One of the many troubling things about human consciousness is, well, consciousness. We have instincts, but like frosting on a cake, we overlay them with self-awareness that transcends time and space. Consciousness includes the ability to abstract and create. We are a story-telling species, easily frightened by imagined threats, tempted by imagined riches, angered by imagined insults, and thrilled by imagined victories. Witness: the gaming industry.
There are so many directions Dr. Bossypants could go with the astute observations in the previous paragraph, but for today, we’re going to focus on one pernicious outcome of consciousness—our abhorrence of aging and fear of death. The instinct to avoid death appears to be built into all living things (for some good reasons), but humans have taken this avoidance and run with it, far beyond those good reasons.
The longing to be young, healthy, happy, sexy, and rich has propelled medical science forward—we have organ transplants, face lifts, butt tucks, artificial limbs, chemo, pills to drive away sadness, pills to calm us down, rev us up, lower our blood pressure, and cause erections. No doubt we will continue to chip away at reducing or eliminating the effects of injury, disease, disability, and aging. By and large, this is quite laudable. But oh my, there are serious downsides to all this wonderment.
And one of these downsides is denial. Because we are wired to fear and avoid death, we’ve become worshipers of youth and deniers of mortality. We don’t like old people, even if the old people are us. We thus fail to age gracefully, fail to recognize or elevate the positive aspects of aging, and fail to prepare for our demise. We claim to be shocked at the passing of the years, even though we’re a species of historians. Aging and death catch us by surprise, and many of us complain vociferously, as if we are the first to face such indignation.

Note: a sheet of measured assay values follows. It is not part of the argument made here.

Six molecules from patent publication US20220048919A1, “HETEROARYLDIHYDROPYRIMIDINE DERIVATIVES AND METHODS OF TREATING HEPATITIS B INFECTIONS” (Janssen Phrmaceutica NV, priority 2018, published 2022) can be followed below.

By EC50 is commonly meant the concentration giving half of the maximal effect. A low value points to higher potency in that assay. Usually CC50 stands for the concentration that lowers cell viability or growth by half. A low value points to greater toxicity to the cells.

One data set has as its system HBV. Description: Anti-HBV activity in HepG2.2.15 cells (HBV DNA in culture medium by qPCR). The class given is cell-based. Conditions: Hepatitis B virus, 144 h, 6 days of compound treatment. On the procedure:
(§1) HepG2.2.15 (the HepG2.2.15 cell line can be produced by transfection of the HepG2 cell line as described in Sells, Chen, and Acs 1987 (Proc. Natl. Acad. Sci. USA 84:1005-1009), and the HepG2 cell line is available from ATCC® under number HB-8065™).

Dr. Bossypants is quite concerned about the costs of this denial, and the resulting inability to deal with death knowingly and humanely. She is concerned that as we first-worlders age, we tend to bitch and moan, wasting the precious time we have left in a narcissistic dither about how this or that shouldn’t happen to us. Thus, she has written a novel (cleverly entitled Boomers) which she envisions serving as an aid to those who might venture into these topics. Because she had good editors, it isn’t as preachy as she wanted it to be, but it still makes a few discussion-worthy points. And it would be a comfort to Dr. Bossypants if a few people bought this book and thought about the issues she raises. To that end, here’s the link to that evil empire, Amazon, wherein efforts such as these find a home.